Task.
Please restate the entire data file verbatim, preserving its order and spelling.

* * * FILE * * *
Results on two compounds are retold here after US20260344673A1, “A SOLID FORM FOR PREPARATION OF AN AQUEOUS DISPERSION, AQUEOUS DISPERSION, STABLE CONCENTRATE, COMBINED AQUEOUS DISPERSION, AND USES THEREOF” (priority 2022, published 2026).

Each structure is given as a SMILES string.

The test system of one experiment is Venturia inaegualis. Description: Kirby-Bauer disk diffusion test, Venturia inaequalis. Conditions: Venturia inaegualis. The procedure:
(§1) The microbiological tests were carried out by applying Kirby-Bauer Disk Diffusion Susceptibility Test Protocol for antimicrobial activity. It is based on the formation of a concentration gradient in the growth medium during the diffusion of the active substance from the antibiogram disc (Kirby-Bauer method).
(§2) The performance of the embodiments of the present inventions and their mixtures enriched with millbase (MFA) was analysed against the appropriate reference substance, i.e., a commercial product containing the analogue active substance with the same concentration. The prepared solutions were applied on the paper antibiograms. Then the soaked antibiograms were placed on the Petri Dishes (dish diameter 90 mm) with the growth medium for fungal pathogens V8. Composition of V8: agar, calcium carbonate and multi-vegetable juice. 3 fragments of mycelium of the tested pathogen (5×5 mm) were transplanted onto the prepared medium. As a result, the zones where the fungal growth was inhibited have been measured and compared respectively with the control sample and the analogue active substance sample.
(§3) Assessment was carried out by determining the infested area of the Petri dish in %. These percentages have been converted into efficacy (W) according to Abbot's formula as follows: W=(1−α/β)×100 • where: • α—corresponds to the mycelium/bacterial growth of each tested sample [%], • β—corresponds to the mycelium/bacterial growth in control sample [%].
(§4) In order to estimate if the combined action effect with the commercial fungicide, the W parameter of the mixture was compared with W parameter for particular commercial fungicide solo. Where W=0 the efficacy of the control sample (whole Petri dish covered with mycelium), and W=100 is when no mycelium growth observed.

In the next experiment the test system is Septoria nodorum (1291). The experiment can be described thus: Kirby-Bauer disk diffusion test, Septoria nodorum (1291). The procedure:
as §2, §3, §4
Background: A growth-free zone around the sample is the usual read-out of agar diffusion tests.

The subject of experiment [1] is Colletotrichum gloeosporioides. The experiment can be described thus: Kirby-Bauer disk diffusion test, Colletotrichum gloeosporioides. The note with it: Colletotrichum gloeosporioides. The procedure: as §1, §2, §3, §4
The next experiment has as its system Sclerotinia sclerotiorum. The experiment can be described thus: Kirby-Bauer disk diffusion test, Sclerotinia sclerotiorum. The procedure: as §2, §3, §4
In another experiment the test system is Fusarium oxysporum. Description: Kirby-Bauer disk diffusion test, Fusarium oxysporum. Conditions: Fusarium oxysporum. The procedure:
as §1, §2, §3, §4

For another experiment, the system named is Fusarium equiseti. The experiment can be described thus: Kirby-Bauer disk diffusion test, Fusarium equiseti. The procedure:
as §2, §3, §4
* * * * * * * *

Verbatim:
Results on two compounds are retold here after US20260344673A1, “A SOLID FORM FOR PREPARATION OF AN AQUEOUS DISPERSION, AQUEOUS DISPERSION, STABLE CONCENTRATE, COMBINED AQUEOUS DISPERSION, AND USES THEREOF” (priority 2022, published 2026).

Each structure is given as a SMILES string.

The test system of one experiment is Venturia inaegualis. Description: Kirby-Bauer disk diffusion test, Venturia inaequalis. Conditions: Venturia inaegualis. The procedure:
(§1) The microbiological tests were carried out by applying Kirby-Bauer Disk Diffusion Susceptibility Test Protocol for antimicrobial activity. It is based on the formation of a concentration gradient in the growth medium during the diffusion of the active substance from the antibiogram disc (Kirby-Bauer method).
(§2) The performance of the embodiments of the present inventions and their mixtures enriched with millbase (MFA) was analysed against the appropriate reference substance, i.e., a commercial product containing the analogue active substance with the same concentration. The prepared solutions were applied on the paper antibiograms. Then the soaked antibiograms were placed on the Petri Dishes (dish diameter 90 mm) with the growth medium for fungal pathogens V8. Composition of V8: agar, calcium carbonate and multi-vegetable juice. 3 fragments of mycelium of the tested pathogen (5×5 mm) were transplanted onto the prepared medium. As a result, the zones where the fungal growth was inhibited have been measured and compared respectively with the control sample and the analogue active substance sample.
(§3) Assessment was carried out by determining the infested area of the Petri dish in %. These percentages have been converted into efficacy (W) according to Abbot's formula as follows: W=(1−α/β)×100 • where: • α—corresponds to the mycelium/bacterial growth of each tested sample [%], • β—corresponds to the mycelium/bacterial growth in control sample [%].
(§4) In order to estimate if the combined action effect with the commercial fungicide, the W parameter of the mixture was compared with W parameter for particular commercial fungicide solo. Where W=0 the efficacy of the control sample (whole Petri dish covered with mycelium), and W=100 is when no mycelium growth observed.

In the next experiment the test system is Septoria nodorum (1291). The experiment can be described thus: Kirby-Bauer disk diffusion test, Septoria nodorum (1291). The procedure:
as §2, §3, §4
Background: A growth-free zone around the sample is the usual read-out of agar diffusion tests.

The subject of experiment [1] is Colletotrichum gloeosporioides. The experiment can be described thus: Kirby-Bauer disk diffusion test, Colletotrichum gloeosporioides. The note with it: Colletotrichum gloeosporioides. The procedure: as §1, §2, §3, §4
The next experiment has as its system Sclerotinia sclerotiorum. The experiment can be described thus: Kirby-Bauer disk diffusion test, Sclerotinia sclerotiorum. The procedure: as §2, §3, §4
In another experiment the test system is Fusarium oxysporum. Description: Kirby-Bauer disk diffusion test, Fusarium oxysporum. Conditions: Fusarium oxysporum. The procedure:
as §1, §2, §3, §4

For another experiment, the system named is Fusarium equiseti. The experiment can be described thus: Kirby-Bauer disk diffusion test, Fusarium equiseti. The procedure:
as §2, §3, §4